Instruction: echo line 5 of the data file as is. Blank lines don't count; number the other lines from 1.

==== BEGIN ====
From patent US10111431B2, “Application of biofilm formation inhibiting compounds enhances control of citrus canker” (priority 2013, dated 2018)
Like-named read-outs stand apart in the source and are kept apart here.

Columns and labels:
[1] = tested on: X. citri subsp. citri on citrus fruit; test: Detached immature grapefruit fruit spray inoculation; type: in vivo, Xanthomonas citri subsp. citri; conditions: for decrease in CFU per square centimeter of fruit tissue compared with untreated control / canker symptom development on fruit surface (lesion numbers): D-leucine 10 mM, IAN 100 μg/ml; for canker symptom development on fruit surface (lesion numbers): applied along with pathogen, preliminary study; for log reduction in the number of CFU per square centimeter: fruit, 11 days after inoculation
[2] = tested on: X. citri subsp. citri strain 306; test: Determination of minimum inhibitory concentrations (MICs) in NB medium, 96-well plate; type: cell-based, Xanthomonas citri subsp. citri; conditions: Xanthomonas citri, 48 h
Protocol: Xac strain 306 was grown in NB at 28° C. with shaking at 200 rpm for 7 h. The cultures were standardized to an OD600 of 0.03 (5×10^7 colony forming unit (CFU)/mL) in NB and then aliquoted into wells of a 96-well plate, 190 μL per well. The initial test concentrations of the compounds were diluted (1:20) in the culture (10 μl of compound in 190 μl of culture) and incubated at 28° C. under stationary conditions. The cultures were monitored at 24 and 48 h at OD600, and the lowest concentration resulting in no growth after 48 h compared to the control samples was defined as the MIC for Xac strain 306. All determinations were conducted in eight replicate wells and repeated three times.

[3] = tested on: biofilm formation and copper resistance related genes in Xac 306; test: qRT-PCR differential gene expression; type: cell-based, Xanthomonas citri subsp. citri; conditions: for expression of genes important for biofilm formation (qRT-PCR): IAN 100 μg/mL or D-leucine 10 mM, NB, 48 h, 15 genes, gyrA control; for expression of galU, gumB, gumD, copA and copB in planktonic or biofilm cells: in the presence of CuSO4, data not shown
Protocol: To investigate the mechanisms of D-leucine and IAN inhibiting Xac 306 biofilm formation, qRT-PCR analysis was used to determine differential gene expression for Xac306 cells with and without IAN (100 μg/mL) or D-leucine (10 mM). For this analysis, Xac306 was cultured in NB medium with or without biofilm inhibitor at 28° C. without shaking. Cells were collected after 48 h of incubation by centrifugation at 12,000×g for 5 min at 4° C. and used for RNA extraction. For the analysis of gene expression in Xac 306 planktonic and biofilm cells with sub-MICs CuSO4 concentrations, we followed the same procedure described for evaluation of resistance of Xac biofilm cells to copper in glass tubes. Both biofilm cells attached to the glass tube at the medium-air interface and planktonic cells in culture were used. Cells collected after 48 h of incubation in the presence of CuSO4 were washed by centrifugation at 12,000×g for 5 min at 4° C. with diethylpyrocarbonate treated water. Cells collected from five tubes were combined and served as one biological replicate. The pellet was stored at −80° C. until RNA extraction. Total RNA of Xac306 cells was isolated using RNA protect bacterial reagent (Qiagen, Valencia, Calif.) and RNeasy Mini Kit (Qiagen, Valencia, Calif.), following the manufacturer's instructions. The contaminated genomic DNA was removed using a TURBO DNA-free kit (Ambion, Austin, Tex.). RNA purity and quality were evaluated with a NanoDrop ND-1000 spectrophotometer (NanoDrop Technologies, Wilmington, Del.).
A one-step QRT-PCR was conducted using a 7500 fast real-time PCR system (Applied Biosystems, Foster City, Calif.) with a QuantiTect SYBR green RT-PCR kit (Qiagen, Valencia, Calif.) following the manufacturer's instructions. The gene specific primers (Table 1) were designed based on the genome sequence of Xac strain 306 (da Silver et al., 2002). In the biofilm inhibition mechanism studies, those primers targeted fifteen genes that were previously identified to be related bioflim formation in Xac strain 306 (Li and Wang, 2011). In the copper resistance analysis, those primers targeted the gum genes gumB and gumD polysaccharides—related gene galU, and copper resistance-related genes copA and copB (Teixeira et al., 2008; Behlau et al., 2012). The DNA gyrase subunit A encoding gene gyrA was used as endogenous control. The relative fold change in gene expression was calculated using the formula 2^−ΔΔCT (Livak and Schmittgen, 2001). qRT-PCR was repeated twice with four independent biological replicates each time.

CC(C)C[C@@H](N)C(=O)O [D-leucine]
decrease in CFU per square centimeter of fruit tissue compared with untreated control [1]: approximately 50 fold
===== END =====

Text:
[2] = tested on: X. citri subsp. citri strain 306; test: Determination of minimum inhibitory concentrations (MICs) in NB medium, 96-well plate; type: cell-based, Xanthomonas citri subsp. citri; conditions: Xanthomonas citri, 48 h